Facebook planted a flag Wednesday, declaring that the site will give greater weight to material posted by your friends and deemphasize content published by businesses and media outlets.
The social network approached the issue with a rare bit of candor, stating that the change to its News Feed will likely hurt traffic to external websites.
“We anticipate that this update may cause reach and referral traffic to decline for some Pages,” Lars Backstrom, engineering director at Facebook, wrote in a blog post.
Adam Mosseri, a vice president of product management at Facebook, doubled down in a statement to reporters.
“I’d expect reach for publishers to go down a small amount but a noticeable amount," he said.
This could have unintended consequences for people who rely on Facebook for news -- and there are a lot of them. A recent report from the Pew Research Center found that 44 percent of Americans get news from Facebook -- a bit more than 142 million people, all told. That same report found that 64 percent of Americans who receive news on social media use only one site. Maybe that's not the best practice, but it is what it is.
Now, as a consequence to prioritizing content from your friends over pages that you "like," Facebook may end up making you less informed about the outside world on balance.
The Huffington Post asked Facebook for more details about what the shift will actually mean. It didn't get very specific.
"Our top priority is keeping you connected to the people, places and things you want to be connected to — starting with the people you are friends with on Facebook," a spokeswoman said via email. "One of the most meaningful ways people connect on Facebook is around news stories — so news is and remains a valuable part of News Feed."
Is a picture of your nephew getting married "news"? If so, is that more important than a breaking article about a terrorist attack? Who knows? Facebook is willing to guess based on what you've interacted with before. And as of Wednesday, you're more likely to see that news article if a friend posted it instead of a brand.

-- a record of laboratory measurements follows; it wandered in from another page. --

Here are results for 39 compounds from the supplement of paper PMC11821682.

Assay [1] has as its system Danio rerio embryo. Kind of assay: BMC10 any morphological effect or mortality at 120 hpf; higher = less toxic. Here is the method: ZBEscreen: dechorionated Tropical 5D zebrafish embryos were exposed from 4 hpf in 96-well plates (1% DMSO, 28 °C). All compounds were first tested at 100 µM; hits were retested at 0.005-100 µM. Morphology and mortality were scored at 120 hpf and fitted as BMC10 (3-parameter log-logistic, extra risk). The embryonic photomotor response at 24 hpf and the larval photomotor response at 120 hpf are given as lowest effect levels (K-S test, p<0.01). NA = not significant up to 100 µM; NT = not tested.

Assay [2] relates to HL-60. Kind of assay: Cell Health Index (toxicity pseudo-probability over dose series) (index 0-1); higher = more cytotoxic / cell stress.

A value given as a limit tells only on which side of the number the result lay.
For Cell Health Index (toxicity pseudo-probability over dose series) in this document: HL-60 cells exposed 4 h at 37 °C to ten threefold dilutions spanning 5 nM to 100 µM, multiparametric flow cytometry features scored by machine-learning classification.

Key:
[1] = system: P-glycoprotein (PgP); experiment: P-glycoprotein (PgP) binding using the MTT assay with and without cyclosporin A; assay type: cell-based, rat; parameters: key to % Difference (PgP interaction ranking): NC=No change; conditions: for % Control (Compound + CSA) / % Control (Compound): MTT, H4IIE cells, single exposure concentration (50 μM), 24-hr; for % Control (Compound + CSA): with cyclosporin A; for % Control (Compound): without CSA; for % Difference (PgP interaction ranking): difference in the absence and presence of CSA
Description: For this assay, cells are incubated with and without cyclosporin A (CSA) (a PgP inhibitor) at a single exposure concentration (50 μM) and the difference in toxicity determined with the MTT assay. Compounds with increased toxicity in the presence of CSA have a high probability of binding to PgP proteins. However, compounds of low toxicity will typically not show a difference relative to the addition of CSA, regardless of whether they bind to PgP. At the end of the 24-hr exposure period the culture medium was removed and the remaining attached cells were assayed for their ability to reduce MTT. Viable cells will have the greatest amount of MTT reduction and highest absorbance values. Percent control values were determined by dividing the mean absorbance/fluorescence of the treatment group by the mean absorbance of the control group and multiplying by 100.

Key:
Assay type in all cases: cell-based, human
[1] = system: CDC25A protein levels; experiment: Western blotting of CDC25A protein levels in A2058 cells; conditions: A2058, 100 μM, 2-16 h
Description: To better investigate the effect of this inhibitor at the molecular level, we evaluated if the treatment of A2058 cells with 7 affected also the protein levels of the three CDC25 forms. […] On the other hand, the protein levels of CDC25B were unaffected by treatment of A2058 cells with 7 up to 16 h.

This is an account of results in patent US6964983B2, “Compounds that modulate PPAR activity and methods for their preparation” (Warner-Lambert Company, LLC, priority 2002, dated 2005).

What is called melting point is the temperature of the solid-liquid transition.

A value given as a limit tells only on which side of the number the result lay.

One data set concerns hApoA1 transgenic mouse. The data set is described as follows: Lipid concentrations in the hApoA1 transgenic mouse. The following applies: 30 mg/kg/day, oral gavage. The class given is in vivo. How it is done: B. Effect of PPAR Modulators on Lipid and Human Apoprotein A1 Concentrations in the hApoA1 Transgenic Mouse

That seems reasonable, unless your friends don't post news. Or if your friends are all the same political party. While it's still possible to manually shape your feed with the "See First" button, many people passively rely on the site for much of their information about the world. Now, they'll be more reliant than ever on what their friends decide is important.
For that reason, some (like my colleague Emily Peck) welcomed the change as a happy reversion to what Facebook once was -- a place to connect with friends and family, not a news outlet.
Of course, Facebook had transformed into something different recently.
"Measured by web traffic, ad revenue and influence over the way the rest of the media makes money, Facebook has grown into the most powerful force in the news industry," Farhad Manjoo wrote in The New York Times following Wednesday's update.
Facebook's algorithm tweaks always tend to send the media into a frenzy. And yes, that's partially because writers rely on Facebook to reach their audience and get paid.
But Facebook CEO Mark Zuckerberg has repeatedly said that his company's goal is to "connect the world." As of Wednesday, that means more posts from your friends on the social network and less from other outlets -- for better or worse.
Read the other side of the argument: Facebook Finally Did Something To Make Facebook Better For You
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